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Vizagapatam

VIZAGAPATAM, a town and district of India, in the Madras presidency. The town stretches 3 m. along the coast, and has a station on a short branch of the East Coast railway, 484 m. N.E. of Madras. Pop. (1901) 40,892. It lies on a small bay, the south extremity of which is bounded by a promontory known as the Dolphin's Nose, and its northern extremity by the suburb of Waltair. The town or fort, as it s called, is separated from the Dolphin's Nose by a small river, which forms a bar where it enters the sea, but is passable for vessels of 300 tons during spring tides. An English factory was established here early in the 17th century, which was cap- ured by the French in 1757, but shortly afterwards recovered.

The town owes much to the munificence of the neighbouring aja of Vizianagram. A water supply has been provided at a cost of 30,000. Waltair is the European quarter. There s a considerable Roman Catholic population and a branch of he London Mission. The exports by sea include manganese re, rice and sugar. Some weaving is carried on, and there s a speciality of ornamental boxes, etc., carved out of sandal- vood, horn, ivory, porcupine quills and silver.

The DISTRICT OF VIZAGAPATAM has an area of 17,222 sq. m., eing one of the largest districts in India. It is a picturesque nd hilly country, but for the most part unhealthy. The urface is generally undulating, rising towards the interior, nd crossed by streams, which are dry except during the rainy eason. The main portion is occupied by the Eastern Ghats.

'he slopes of these mountains are clothed with luxuriant vegetation, amid which rise many tall forest trees, while the bamboo grows profusely in the valleys. The drainage on the east is carried by numerous streams direct to the sea, and that to the west flows into the GodSvari through the Indravati or through the Sabari and Siller rivers. To the west of the range is situated the greater portion of the extensive zamindari of Jaipur, which is for the most part very hilly and jungly. In the extreme north a remarkable mass of hills, called the Nimgiris, rise to a height of 5000 ft. The plain along the Bay of Bengal is a vast sheet of cultivation, green with rice fields and gardens of sugar-cane and tobacco. There are great varieties of climate in the district. Along the coast the air is soft and relaxing, the prevailing winds being south-easterly. The average annual rainfall at Vizagapatam exceeds 40 in. Pop. (100:) 2,933,650, showing an increase of 4-7% in the decade. The principal crops are rice, millets, pulses and oil-seeds, with some sugar-cane, cotton and tobacco. The coast portion of the district is traversed throughout by the East Coast railway, opened from Madras to Calcutta in 1004; and a line through the hills from Vizianagram to Raipur in the Central Provinces has been sanctioned. The chief seaports are Bimlipatam and Vizagapatam.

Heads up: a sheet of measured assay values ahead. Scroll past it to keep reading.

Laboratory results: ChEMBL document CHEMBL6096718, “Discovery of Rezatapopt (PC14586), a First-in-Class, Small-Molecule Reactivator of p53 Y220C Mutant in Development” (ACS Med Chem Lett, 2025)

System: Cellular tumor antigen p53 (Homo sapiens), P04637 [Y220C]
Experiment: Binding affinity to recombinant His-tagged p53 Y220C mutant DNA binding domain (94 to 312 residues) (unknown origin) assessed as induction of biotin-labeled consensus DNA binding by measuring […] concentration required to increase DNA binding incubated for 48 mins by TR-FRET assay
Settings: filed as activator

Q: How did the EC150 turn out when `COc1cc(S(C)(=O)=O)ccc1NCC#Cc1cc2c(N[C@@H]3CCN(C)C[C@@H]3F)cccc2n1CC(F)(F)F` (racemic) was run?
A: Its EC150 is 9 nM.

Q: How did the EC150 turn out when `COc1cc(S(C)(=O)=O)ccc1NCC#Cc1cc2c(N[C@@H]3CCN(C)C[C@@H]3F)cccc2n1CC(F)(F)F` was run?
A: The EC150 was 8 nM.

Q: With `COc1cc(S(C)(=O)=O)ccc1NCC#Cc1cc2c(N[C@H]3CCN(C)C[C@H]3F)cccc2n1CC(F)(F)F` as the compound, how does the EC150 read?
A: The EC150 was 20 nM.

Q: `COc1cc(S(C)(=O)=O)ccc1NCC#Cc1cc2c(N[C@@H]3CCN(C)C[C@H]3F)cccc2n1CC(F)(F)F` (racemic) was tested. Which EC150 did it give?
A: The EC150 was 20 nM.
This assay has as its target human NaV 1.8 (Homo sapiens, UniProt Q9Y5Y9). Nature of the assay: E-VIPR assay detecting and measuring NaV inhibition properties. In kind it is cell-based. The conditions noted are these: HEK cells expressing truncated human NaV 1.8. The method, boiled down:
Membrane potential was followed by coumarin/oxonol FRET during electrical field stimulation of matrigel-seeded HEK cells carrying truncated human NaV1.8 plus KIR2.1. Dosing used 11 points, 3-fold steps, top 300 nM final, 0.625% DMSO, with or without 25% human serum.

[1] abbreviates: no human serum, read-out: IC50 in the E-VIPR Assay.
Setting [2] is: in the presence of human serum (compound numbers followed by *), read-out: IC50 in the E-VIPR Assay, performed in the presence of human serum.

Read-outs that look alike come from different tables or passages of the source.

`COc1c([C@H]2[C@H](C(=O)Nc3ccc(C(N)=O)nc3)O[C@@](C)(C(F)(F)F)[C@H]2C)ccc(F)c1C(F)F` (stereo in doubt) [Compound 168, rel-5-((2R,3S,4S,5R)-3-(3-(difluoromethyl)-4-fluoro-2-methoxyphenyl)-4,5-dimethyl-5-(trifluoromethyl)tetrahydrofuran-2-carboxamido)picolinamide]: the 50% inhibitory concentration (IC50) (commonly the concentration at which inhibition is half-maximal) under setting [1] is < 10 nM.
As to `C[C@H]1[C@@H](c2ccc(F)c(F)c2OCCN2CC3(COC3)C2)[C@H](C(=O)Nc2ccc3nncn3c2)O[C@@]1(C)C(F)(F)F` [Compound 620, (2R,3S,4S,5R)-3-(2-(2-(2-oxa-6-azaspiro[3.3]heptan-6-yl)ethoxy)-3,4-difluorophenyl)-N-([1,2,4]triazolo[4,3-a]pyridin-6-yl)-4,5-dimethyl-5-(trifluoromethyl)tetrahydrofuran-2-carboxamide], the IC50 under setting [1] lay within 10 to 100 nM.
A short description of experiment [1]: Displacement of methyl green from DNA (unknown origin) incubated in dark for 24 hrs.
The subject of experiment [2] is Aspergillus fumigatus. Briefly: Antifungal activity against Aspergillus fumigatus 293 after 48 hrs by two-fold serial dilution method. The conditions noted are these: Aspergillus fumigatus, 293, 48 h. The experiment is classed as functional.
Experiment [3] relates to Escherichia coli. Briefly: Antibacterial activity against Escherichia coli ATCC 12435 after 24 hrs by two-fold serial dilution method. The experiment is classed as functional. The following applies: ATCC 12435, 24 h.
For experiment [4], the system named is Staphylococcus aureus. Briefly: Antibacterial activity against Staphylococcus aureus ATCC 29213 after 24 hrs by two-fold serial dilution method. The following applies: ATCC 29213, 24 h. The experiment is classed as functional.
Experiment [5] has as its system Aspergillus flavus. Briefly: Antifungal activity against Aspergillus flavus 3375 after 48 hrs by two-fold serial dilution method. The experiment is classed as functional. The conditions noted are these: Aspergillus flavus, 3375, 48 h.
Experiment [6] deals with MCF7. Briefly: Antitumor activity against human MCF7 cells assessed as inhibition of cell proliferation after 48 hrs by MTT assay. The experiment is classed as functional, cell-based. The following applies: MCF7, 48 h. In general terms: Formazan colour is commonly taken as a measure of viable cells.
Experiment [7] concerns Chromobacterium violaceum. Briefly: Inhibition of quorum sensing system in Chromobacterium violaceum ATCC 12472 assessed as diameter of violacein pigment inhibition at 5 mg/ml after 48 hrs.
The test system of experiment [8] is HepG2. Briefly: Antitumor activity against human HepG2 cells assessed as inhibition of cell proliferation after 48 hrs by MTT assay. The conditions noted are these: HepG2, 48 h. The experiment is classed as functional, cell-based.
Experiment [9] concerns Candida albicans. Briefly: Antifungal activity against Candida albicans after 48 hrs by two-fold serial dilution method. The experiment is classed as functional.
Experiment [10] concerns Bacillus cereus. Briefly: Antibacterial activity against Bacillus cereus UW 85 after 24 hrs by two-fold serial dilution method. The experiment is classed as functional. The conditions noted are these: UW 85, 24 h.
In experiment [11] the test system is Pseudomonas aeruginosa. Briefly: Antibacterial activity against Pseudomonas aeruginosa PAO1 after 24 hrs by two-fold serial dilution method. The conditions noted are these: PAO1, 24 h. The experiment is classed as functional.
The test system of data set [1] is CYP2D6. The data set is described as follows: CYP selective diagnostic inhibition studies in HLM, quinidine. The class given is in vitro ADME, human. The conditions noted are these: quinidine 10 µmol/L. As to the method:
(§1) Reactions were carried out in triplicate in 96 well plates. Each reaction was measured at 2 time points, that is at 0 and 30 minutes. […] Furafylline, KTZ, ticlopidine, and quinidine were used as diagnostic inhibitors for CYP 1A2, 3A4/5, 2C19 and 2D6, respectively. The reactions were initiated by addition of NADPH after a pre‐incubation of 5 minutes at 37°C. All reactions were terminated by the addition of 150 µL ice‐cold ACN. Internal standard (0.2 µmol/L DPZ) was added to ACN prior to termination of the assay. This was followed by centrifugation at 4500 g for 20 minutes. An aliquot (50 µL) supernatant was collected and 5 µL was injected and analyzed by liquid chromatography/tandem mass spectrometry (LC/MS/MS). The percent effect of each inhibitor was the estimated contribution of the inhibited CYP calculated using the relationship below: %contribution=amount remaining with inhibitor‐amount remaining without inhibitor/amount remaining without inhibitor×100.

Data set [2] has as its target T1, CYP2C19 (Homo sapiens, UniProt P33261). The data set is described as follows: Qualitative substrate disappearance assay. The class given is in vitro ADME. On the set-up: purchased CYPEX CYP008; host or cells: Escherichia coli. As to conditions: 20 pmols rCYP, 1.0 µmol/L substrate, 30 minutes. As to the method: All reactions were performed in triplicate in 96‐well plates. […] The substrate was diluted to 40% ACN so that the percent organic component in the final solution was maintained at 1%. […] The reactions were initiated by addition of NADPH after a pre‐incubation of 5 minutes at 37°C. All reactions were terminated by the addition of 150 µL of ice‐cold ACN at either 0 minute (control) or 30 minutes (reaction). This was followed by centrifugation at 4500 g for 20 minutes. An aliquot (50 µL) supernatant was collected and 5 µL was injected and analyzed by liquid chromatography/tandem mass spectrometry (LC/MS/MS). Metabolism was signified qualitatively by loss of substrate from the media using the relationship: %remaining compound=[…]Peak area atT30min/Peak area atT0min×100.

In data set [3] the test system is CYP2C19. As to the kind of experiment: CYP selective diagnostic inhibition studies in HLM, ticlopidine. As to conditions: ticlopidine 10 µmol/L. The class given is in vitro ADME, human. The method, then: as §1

On the dissolution of the Mogul empire Vizagapatam formed part of the territory known as the Northern Circars, which were ceded to the East India Company by treaties in 1765 and 1766. It was long before British authority was established over the hilly tract inland, inhabited by aboriginal tribes, and still administered under a peculiar system, which vests in the collector the powers of a political agent. This tract, forming more than two-thirds of the whole district, is known as the Agency.

See The Vizagapatam District Gazetteer (Madras, 1907).

Note - this article incorporates content from Encyclopaedia Britannica, Eleventh Edition, (1910-1911)

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